A similar disclaimer by the editors was appended to the title story when it first appeared in American Review 19 in January of 1974, presumably to deflect any ill feelings on the part of the historical counterpart to the story's hero, one Howard Johnson. The real names used elsewhere in the book, Norman Mailer, Fidel Castro, Gerald Ford and an assortment of sports, literary and TV figures belong to people less likely to employ legal staff with nothing better than libel actions on their minds. In two instances, however, “real names” have undergone slight metamorphoses: Velikovsky has become Kefirovsky (his new crank theory has to do with yogurt …), and the TV host of Let's Make a Deal has become Les Love, while his show has become Trade or Betrayed. Lighthearted satire, need we say, is the prevailing spirit of the stories, an effect achieved largely through Apple's wedding of nonfictional elements...
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SOURCE: Betsky, Celia. Review of The Oranging of America and Other Stories, by Max Apple. Saturday Review 4 (22 January 1977): 40.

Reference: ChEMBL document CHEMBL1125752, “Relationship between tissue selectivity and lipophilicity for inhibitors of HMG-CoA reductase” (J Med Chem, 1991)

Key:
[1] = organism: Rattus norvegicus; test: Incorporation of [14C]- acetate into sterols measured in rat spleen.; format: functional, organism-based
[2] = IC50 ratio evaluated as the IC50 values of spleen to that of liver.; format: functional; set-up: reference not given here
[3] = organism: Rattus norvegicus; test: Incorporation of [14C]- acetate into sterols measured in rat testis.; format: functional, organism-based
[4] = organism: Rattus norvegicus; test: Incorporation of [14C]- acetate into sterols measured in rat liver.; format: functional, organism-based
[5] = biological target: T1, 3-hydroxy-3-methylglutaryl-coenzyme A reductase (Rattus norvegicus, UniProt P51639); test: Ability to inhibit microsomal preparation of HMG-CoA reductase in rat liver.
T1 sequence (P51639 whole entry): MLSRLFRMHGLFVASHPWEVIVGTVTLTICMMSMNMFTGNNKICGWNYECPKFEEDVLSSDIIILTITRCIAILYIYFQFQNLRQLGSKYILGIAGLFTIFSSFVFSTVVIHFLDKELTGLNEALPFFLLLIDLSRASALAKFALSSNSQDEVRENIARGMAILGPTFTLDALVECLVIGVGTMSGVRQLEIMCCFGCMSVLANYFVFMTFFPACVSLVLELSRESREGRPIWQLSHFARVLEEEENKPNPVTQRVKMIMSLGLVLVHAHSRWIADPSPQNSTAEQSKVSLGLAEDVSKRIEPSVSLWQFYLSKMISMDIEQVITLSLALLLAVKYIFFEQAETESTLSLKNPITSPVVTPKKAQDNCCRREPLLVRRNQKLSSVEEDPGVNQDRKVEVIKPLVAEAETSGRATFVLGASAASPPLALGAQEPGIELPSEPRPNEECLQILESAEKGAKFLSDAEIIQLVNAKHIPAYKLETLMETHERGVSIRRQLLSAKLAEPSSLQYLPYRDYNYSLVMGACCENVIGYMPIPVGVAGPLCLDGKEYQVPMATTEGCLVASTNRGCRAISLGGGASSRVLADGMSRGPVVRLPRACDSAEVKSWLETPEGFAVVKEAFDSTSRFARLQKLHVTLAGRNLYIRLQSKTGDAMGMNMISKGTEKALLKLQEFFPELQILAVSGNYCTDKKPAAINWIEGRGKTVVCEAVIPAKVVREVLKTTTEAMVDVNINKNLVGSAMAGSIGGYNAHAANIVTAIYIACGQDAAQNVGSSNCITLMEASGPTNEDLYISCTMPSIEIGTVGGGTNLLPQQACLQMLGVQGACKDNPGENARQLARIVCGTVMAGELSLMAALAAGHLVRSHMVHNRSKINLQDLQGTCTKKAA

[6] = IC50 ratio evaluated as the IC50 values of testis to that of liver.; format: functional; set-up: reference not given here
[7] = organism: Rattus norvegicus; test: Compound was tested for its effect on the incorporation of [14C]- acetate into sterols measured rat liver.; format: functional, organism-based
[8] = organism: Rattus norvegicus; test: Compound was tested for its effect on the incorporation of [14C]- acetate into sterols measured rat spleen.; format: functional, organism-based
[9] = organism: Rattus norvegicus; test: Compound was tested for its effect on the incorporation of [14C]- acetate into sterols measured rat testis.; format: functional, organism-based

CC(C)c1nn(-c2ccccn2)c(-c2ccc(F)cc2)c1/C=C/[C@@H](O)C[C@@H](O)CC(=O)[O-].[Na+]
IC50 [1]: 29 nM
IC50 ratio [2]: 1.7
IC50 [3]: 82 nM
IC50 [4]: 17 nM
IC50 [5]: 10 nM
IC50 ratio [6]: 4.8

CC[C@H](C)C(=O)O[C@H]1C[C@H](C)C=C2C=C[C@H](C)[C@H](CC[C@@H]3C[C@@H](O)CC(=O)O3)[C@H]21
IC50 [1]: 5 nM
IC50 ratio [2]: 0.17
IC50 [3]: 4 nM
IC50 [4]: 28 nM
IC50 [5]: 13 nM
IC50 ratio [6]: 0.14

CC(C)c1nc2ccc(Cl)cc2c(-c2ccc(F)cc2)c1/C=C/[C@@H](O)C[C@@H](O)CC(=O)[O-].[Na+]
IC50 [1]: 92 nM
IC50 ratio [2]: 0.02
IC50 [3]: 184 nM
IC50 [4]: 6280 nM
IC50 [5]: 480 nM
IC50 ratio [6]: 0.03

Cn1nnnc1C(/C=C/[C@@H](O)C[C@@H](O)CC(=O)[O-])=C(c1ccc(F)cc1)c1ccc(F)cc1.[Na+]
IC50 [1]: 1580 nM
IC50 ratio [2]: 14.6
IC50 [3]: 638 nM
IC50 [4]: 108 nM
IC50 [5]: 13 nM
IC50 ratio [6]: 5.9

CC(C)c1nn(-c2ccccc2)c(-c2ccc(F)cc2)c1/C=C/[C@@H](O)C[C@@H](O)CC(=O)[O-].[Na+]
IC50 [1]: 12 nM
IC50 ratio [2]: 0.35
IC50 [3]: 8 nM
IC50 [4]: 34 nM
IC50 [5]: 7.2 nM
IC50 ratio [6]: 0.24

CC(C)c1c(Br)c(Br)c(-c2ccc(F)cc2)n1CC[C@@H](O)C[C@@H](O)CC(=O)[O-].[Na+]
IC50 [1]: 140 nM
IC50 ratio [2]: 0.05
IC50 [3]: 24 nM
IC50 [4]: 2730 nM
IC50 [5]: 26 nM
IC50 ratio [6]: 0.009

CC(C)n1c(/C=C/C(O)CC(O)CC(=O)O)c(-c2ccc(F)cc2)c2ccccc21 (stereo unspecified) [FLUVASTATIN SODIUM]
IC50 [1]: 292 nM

[In the following review of The Oranging of America, Betsky discusses Apple's use of humor.]
Max Apple writes fiction the way Claes Oldenburg makes sculptures. His short stories in The Oranging of America take American obsessions and fads, myths and habits, and explode them into ingenious symbols with a life all their own. His comic intelligence either magnifies desires like the need to own a home (“My Real Estate”) into tangible absurdities or reduces pressing ideological issues to metaphorical jokes, as when Fidel...
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SOURCE: Vannatta, Dennis. “Satiric Gestures in Max Apple's The Oranging of America.” Studies in Contemporary Satire 7 (spring 1980): 1–7.
[In the following essay, Vannatta considers the satirical elements of The Oranging of America.]
Satires on the banality of the American dream are by this time such literary commonplaces that they threaten to become triter than the cliches which they attack. Vietnam, inflation, and Nathanael West's A Cool Million have done in America quite well, thank you; why kick a tired old fellow when he's down? Yet on they come, novels such as Rob Swiggart's Little America (1977), at a time when the American dream is...